GENERAL INTENTION: Access to Water. That all peoples may have access to water and other resources needed for daily life.
An estimated two-thirds of the earth’s surface is water. For most of us all we need to do is turn on a tap for clean water for drinking, cooking, and bathing. Water seems so cheap and available that we tend to take it for granted and waste it. Yet lack of access to water kills more children annually than AIDS, malaria, and measles combined. The United Nations declared 2005 to 2015 as the “International Decade for Action: Water for Life.”
This month Pope Benedict draws our attention the need to take care of this precious resource so that all people will have the water they need to live. The Holy Father maintains that access to water is part of every person’s right to life. In a message for the 2007 World Water Day he wrote: “Water, a common good of the human family, constitutes an essential element for life…Access to water is in fact one of the inalienable rights of every human being.” He repeated this message a year later saying that water is not “an economic commodity” and the right to water “is founded on the dignity of the human person.”
Water also has a profound religious significance. The Sacred Scriptures use water as a symbol of purification and of life. God, the Creator, uses water to sustain and clean all that lives. In Baptism water purifies from sin and gives new life.
We pray this month that the nations, communities, and people of the world will value God’s gift of water and use it in a way that makes it accessible to every one of our brothers and sisters in the human family. We join St. Francis of Assisi in his prayer: Be praised, My Lord, through Sister Water; she is very useful, and humble, and precious, and pure.
Reflection: In what ways do I value and conserve the water that I consume each day?
Reading: Ezekiel 47:12 Wherever the river flows every sort of living creature shall live.
MISSION INTENTION: Health Workers. That the Lord may sustain the efforts of health workers assisting the sick and elderly in the world’s poorest regions.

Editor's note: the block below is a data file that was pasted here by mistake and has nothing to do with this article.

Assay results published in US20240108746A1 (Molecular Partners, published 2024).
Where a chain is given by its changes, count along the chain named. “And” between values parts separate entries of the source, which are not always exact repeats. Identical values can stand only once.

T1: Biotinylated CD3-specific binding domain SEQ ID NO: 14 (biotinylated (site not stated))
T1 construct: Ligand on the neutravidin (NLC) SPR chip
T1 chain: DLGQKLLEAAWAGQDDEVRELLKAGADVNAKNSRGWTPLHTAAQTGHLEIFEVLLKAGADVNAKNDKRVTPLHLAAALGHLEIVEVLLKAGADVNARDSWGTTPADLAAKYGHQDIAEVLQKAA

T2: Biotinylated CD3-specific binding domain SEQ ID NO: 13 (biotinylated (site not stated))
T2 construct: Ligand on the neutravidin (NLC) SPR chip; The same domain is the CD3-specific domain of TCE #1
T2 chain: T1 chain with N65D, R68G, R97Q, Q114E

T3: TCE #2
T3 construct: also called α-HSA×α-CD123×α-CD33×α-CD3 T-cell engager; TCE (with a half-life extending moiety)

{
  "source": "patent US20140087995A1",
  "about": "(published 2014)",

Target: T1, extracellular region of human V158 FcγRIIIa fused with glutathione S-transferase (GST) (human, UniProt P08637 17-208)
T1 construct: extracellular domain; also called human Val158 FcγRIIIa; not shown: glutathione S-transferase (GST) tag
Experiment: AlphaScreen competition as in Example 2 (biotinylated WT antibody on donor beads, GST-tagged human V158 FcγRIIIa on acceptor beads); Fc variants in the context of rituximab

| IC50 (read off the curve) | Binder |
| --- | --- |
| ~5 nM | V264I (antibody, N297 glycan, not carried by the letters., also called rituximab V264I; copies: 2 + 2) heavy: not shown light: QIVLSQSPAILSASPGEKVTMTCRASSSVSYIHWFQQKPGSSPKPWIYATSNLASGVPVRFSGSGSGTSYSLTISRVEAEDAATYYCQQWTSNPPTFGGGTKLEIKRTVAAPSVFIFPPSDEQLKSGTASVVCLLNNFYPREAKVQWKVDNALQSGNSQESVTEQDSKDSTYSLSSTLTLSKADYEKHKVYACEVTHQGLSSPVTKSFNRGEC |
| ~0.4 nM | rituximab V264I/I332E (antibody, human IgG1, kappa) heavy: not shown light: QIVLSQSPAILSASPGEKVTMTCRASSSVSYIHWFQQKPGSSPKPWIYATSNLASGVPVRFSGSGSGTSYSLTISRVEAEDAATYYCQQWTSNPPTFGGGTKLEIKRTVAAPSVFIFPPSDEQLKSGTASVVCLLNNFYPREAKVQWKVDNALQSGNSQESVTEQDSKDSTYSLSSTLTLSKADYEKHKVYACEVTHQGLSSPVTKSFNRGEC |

Every year on the feast of Our Lady of Lourdes, February 11, we celebrate the World Day of the Sick. On this day we pray for our brothers and sisters who are carrying the cross of illness.
With that in mind, this month Pope Benedict asks us to join him in praying also for health workers, especially those in the poorest regions of the world. Health workers in poor countries are truly missionaries as they offer people the Gospel not so much with words as with their actions of love.
Caring for the sick is extremely challenging. The work is hard, especially without adequate medicine and equipment. The work is also dangerous, as health workers are continuously exposed to infectious diseases. Even diseases that are easily prevented and treated are rampant in many of the poor areas of the world. Health workers in these areas are often exhausted and tempted to hopelessness. We join Pope Benedict in praying that God may sustain them.
Blessed John Paul II called the work of health workers “the apostolate of God’s mercy.” Health care is, in Pope Benedict’s words, “central to the mission of the Church.” In some areas of the world, the only health care available is provided by the Church. The Church as the Body of Christ carries on Jesus’ healing ministry for the benefit of all, without discrimination.
Jesus commanded us to care for the sick when he told the parable of the Good Samaritan and said: “Go and do likewise.” We pray that the Lord may strengthen health workers to continue to serve God’s poorest children throughout the world.
Reflection: What are some of the qualities that you have appreciated in health care workers who have cared for you or a loved one?
Reading: Luke 10:25-37 You shall love your neighbor as yourself.